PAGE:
“How Is It With Your Soul?”

Written/posted during vacation. Written Sunday, June 13, 2010.

“How is it with your soul?”

This should be a familiar question to many of you. It is a standard question used by many small “covenant” groups (modeled after the earliest Methodists’ bands, meeting to encourage and hold accountable one another). In essence, the question is often posed by pastors, group leaders, or others to allow an individual to share about their current spiritual health. (It might be similar to the open-ended questions a spiritual director might use, but I have less experience with one-on-one direction…)

The question came to mind this morning as I was driving to worship in another local church (I’m on vacation this week). Specifically, it struck me because of the landscape.

The north side of the highway I was driving down was lush with pines, junipers, scrub, and other assorted greenery. A richly forested example of life. The south, though, was sparse. There was the clear evidence of a long-past fire that the fields were recovering from. Though green, the shrubs, junipers, and lone pines were fewer, farther between, and generally younger, with various grasses and other greenery growing between them. There was life, and much of it, but it was radically different – and appeared, at first glance, less rich than the forest to the north.

It occurred to me that right now, my “soul” (or “spiritual life” if you prefer) is akin to that side of the highway. There is every evidence of something that was richer – denser – once upon a time, but some force had scrubbed it asunder, and new, younger growth was in its place. Still growth, still green, just different.

A lifetime as a follower of Jesus has led to a variety of spiritual experiences and “knowledges” (for lack of a better word!) taking root; but twelve years in pastoral ministry – and particularly the rigors, insecurities, and self-doubts of serving in a “new” church the last four years – have changed the landscape for me. Some stalwarts of the past remain – towering among the other, new growth just taking root – waiting for the forest to regenerate.

I am not complaining of a “dark night” of the soul*, per se; as much as observing that what in first glance might have appeared to be sparse is simply different, belying radical change but also the beginnings of new life. The guilt or frustrations I’ve had of late, related to the dearth of disciplines or spiritual vigor in my life was, this morning, transformed with the realization that my life has, in the last decade, undergone radical changes (as, I am sure, has yours!); as a result, my soul has experienced change, too.

Let me share a concrete example of the change in terrain in my soul. Ten years ago I was adamant and gung-ho that things “had to change,” that the Church had to go through significant renewal, that local congregations were out of touch, that the majority just didn’t seem to get it, that churches were more  etc. Today, when I hear the same mantras from others, I find myself stopping to pause. I agree that our congregations and denominations must pursue some fundamental and important changes (e.g., Methodism must re-organize itself and eliminate a great deal of our upper levels), but the attitude that drives that recognition is different. Instead of an angry, agitated spirit of immediacy, I now recognize that although flawed and in need of constant renewal, the Church is also beautiful and life-giving; both flawed and broken as well as transformational and holy.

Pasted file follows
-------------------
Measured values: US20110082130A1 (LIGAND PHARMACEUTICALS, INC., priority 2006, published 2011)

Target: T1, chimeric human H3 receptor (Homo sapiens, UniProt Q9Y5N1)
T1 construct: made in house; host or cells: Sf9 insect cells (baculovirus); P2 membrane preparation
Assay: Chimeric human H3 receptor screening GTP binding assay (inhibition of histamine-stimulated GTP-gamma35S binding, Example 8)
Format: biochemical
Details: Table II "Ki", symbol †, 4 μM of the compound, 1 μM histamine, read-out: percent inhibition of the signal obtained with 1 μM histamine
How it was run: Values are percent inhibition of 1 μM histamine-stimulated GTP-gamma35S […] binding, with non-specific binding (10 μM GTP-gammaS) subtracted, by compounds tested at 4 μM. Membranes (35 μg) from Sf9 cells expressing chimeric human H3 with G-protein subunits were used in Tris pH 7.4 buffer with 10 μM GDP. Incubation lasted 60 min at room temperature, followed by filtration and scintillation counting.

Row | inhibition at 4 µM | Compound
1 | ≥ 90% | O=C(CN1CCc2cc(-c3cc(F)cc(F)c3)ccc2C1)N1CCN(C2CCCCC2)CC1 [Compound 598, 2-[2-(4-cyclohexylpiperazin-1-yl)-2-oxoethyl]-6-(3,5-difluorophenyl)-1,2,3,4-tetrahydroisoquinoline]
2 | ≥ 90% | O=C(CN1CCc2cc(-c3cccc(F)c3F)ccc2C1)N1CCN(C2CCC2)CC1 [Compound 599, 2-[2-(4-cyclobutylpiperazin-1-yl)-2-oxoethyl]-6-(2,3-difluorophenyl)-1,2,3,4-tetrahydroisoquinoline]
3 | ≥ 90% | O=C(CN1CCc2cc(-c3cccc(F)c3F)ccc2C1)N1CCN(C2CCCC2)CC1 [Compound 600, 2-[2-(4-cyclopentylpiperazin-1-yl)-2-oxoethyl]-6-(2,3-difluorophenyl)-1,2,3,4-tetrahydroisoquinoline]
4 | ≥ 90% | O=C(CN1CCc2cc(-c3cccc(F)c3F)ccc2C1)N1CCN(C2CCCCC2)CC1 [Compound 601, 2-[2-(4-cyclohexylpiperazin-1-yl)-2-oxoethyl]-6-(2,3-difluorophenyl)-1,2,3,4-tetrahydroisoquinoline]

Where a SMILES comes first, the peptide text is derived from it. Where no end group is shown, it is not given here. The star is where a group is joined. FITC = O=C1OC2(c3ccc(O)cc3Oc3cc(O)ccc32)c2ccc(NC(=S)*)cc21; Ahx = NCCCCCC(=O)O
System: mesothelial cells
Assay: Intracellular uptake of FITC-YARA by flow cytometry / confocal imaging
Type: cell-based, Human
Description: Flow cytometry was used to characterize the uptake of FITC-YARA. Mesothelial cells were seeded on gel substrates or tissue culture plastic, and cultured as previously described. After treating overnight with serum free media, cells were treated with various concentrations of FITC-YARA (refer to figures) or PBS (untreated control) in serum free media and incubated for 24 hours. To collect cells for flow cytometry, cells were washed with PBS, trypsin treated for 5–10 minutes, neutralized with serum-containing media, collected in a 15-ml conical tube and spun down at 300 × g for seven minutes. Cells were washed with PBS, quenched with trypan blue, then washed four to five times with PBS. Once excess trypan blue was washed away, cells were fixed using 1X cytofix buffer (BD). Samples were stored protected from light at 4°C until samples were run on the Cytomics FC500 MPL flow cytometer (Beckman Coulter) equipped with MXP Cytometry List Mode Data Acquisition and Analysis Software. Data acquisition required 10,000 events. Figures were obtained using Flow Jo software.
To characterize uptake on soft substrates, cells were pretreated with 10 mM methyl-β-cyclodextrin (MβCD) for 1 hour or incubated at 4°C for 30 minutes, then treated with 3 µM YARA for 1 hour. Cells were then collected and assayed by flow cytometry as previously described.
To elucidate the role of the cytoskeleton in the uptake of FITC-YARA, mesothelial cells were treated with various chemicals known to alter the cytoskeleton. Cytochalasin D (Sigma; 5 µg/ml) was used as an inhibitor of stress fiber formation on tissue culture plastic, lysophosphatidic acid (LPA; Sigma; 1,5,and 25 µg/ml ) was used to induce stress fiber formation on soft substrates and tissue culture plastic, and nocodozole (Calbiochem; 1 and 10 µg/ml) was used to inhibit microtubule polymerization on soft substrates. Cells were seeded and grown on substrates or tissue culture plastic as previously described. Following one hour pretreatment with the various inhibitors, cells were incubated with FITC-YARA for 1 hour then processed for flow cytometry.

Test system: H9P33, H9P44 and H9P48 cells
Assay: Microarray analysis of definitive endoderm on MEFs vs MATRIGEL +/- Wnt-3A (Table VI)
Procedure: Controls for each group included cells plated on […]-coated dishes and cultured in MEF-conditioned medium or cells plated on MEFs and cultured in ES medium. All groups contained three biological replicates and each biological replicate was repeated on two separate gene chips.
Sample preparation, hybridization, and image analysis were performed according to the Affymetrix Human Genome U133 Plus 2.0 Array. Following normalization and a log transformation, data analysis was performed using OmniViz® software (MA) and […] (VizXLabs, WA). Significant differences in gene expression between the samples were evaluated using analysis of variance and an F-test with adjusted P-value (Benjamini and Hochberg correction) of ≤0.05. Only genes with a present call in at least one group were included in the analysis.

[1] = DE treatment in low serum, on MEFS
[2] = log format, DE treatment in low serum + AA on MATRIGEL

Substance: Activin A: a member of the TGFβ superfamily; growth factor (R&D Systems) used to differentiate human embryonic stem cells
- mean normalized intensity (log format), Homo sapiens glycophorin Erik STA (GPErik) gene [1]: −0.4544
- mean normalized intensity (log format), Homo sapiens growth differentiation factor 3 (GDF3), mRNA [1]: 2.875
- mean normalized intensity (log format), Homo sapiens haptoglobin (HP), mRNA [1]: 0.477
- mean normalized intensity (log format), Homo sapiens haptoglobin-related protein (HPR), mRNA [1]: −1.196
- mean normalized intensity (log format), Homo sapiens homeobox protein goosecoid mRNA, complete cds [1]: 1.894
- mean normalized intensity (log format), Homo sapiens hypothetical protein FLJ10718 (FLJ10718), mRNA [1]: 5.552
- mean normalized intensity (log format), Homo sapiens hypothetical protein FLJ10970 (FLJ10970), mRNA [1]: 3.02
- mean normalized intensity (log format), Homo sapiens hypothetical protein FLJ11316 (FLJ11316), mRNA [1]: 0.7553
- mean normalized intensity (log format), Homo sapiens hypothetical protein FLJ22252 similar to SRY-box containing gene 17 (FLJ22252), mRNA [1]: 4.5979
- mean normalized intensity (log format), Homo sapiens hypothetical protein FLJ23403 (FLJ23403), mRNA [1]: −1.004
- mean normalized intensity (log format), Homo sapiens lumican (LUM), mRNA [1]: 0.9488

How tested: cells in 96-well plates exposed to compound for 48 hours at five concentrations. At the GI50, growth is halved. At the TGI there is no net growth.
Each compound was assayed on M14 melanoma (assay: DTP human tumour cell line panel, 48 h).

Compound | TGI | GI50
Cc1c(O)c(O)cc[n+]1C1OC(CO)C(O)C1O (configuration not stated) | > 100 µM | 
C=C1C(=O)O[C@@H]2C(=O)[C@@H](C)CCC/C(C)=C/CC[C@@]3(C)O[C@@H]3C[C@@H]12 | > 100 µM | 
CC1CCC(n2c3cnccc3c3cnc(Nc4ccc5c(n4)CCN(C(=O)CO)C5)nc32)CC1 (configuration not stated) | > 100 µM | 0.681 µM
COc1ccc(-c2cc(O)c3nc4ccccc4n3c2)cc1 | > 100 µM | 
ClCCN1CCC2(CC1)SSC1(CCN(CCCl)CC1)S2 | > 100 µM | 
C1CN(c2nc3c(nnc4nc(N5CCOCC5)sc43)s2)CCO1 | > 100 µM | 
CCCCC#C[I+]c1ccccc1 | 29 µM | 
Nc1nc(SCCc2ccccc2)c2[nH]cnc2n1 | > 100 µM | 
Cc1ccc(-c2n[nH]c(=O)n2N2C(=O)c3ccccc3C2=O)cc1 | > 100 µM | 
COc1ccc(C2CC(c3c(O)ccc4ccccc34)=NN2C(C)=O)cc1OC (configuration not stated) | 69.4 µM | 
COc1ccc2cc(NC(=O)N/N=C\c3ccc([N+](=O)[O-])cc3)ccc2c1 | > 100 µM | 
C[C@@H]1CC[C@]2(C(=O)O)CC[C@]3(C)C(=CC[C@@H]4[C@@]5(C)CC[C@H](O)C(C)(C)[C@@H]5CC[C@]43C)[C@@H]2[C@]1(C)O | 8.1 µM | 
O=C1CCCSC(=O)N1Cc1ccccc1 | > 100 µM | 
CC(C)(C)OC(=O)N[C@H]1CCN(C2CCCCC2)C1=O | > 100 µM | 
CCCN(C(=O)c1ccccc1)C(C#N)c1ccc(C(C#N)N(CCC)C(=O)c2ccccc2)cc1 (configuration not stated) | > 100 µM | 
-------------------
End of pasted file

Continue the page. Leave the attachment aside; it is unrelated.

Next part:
The image this morning was insightful, enlightening. Post-fire, the forest was returning. In my own life, my soul might have experienced some radical razing, but new life will grow.

*”Dark night of the soul,” a phrase that originates with Teresa of Avila and Saint John of the Cross, is often used to refer to “dry” periods in one’s spiritual life, as well as (inaccurately) to depression.


One response to ““How Is It With Your Soul?”

  1. Sometimes I long for similar experiences to the past. But as you say, your spiritual life is just different. And I would venture to say that it is growing. Those “dark nights” urge me on to rekindle the flame. And suddenly there is a new spark, a new way that God’s love burns in and through me. And I look back, I can see more spiritual maturity than before.

    Although I still long for the immediacy of renewal for the church, I too know that throwing the baby out with the bath water is not good either. And there is much good in the United Methodist Church and the Christian Church globally.

    There is a parallel between our personal growth and the growth of the church. We fight many of the same battles over and over. But there is new growth occurring amidst the ruins of the past. The new growth can receive nourishment from that very ruins.

Leave a Reply

Fill in your details below or click an icon to log in:

WordPress.com Logo

You are commenting using your WordPress.com account. Log Out /  Change )

Google+ photo

You are commenting using your Google+ account. Log Out /  Change )

Twitter picture

You are commenting using your Twitter account. Log Out /  Change )

Facebook photo

You are commenting using your Facebook account. Log Out /  Change )


Connecting to %s